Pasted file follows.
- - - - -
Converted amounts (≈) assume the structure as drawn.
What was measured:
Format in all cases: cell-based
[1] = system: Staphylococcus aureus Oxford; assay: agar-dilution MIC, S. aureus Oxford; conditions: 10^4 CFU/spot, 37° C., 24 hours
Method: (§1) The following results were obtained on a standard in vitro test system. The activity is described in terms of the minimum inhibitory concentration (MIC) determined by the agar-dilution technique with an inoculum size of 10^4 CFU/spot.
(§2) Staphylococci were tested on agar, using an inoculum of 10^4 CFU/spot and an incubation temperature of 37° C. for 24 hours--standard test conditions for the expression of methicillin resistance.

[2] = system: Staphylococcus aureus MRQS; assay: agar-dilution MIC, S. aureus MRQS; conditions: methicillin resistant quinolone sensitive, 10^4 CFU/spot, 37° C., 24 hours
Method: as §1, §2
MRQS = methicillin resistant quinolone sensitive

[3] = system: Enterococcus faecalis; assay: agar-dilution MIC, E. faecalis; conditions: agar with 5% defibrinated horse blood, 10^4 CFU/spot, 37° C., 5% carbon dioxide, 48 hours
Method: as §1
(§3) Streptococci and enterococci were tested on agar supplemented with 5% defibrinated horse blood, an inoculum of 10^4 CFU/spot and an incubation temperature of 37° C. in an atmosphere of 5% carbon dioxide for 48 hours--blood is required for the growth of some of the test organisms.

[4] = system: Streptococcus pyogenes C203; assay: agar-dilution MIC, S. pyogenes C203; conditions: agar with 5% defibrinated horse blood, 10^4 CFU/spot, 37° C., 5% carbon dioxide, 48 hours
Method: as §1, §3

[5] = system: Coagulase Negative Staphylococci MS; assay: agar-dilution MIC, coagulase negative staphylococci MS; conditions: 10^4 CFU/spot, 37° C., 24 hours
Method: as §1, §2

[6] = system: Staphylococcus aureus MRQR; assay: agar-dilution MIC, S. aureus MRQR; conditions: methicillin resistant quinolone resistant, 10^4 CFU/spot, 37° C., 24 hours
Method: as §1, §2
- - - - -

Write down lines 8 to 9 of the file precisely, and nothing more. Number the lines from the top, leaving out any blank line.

Method: as §1, §2
MRQS = methicillin resistant quinolone sensitive